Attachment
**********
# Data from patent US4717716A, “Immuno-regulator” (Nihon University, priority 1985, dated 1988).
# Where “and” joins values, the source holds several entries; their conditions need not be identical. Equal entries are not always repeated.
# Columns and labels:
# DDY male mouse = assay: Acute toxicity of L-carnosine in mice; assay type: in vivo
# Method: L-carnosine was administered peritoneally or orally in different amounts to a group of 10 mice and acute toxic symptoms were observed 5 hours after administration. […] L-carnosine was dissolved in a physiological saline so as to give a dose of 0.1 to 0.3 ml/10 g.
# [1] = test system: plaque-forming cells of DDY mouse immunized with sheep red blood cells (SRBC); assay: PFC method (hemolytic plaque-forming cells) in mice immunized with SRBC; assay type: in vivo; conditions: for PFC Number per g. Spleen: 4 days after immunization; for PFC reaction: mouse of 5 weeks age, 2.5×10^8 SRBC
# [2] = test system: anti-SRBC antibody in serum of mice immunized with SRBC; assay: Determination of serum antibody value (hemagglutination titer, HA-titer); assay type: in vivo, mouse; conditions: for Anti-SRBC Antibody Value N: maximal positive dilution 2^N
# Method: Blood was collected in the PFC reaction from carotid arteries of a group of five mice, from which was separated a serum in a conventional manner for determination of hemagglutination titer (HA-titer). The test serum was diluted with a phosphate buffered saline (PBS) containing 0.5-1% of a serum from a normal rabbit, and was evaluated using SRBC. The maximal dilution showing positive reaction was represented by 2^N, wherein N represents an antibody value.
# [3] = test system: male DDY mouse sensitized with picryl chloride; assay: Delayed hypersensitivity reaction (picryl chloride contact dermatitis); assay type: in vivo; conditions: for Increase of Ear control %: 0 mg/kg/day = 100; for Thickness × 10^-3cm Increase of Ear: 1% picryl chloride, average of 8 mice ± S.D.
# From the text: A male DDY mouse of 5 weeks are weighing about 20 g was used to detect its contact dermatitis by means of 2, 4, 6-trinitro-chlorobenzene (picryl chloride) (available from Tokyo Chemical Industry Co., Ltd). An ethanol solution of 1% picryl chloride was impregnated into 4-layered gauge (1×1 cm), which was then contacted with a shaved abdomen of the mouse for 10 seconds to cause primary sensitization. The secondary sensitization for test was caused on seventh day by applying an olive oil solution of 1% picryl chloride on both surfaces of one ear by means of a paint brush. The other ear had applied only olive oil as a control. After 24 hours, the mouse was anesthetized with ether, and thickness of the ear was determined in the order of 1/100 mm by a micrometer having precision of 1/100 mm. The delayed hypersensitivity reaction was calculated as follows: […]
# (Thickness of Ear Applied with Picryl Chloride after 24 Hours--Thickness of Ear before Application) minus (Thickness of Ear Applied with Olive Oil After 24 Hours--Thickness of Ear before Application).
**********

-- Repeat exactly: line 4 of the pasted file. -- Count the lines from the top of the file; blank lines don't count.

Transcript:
# DDY male mouse = assay: Acute toxicity of L-carnosine in mice; assay type: in vivo